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Glass - Bear in Medicine Bear/Fetish Style by Tony Jojola (Isleta)

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Price: $325.00
Item Number: TJO1-BRWN
This glass medicine fetish style bear is by Isleta Pueblo artist Tony Jojola.    Shades of colored glass create a free form fluid pattern on this bear.  Tony hand forms each bear and they are all one of a kind.  Tony Jojola is a internationally collected glass artist and this is a great opportunity to have one of his many in demand pieces. 

Approximately 4" x 3 1/2" x 1 1/2" deep


Tony Jojola is a well-established and recognized glass artist, one of just a few Native American artists specializing in hot glass. He is known for his pottery form glass bowls and jars and also for his solid form glass bears. He combines an array of colors with abstract and traditional designs, integrating the contemporary and ancient into elegant and striking works of art.

Tony was born on the Isleta Pueblo in New Mexico and found his calling to art during his high school years. He had some family members involved with creating by hand, including his grandmother who made pottery and his grandfather who was industrious in silversmithing, woodworking, other functional arts and in beekeeping. It was the self-sufficiency of his grandfather working with his hands that inspired Tony to search for a means of having a life of self-reliance through working with his own hands.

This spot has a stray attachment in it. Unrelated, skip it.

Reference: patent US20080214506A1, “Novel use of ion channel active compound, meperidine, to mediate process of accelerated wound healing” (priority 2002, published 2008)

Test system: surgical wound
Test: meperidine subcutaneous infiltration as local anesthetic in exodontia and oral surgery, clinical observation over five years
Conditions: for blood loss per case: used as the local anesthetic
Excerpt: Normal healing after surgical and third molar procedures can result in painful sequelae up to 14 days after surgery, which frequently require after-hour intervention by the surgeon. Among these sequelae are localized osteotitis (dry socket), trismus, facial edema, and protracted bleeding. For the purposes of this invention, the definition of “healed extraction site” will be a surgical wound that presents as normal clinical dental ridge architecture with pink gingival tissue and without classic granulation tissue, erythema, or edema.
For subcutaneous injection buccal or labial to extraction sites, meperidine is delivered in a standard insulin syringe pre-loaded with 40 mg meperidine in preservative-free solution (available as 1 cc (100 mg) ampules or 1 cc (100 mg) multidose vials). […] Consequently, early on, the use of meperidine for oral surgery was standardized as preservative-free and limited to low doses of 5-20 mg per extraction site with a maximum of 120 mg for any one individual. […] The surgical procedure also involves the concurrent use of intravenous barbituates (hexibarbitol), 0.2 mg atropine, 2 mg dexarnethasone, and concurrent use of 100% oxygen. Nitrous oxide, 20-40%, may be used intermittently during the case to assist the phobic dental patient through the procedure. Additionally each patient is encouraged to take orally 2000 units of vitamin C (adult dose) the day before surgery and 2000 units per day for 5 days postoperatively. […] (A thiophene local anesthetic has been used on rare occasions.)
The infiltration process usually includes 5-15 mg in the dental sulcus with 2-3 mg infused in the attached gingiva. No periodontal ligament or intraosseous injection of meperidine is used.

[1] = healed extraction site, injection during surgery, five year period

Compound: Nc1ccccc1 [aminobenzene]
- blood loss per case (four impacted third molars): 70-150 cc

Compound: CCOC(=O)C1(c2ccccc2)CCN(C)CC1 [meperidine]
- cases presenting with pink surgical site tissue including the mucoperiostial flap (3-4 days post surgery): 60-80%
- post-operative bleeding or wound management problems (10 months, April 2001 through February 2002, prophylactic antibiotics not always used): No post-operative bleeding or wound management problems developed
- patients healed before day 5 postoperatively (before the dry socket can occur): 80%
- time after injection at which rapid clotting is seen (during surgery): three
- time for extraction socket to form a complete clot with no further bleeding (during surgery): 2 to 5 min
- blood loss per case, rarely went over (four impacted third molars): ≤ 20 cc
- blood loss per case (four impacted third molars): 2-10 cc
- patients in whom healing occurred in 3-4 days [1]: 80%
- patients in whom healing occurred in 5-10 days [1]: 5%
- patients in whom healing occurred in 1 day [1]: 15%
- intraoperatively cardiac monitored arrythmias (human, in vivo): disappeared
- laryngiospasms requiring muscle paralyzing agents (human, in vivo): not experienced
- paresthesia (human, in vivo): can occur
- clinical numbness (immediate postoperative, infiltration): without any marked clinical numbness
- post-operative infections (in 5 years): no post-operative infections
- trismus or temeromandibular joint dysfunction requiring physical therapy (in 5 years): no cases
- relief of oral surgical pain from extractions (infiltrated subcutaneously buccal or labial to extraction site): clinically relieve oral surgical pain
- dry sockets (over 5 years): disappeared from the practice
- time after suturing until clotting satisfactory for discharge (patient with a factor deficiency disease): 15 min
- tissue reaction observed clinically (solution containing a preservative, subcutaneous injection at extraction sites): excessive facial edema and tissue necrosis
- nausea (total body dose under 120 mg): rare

Tony attended high school programs at the Institute of American Indian Arts (IAIA) and after taking classes in different art mediums, took an art class in glass and knew he found his calling.

Tony continued his studies at the Haystack Mountain School of Craft and with famed glass artist Dale Chihuly at the Pilchuck Glass School. From these early days of apprenticing and assisting with class programs for at-risk students, Tony was instilled with the benefits of cross-education. In the late 1990s, he returned to the southwest and started a school for at-risk students in Taos, New Mexico which operated for about 13 years. He has since returned to his roots at Isleta.

Through his glasswork, Tony has found a modern way to take old traditions and present them in a unique and beautiful way. Ancient symbols and patterns are incorporated, including the use of some of his grandfather’s jewelry stamps to adorn his glass forms.  No two pieces are alike and Tony does not use molds to form his pieces.

Tony’s work is fluid and takes on natural shapes. He is proud to work in glass and sees it as an expression of his culture that is everlasting given, he says, “glass has a life of 10,000 years”.



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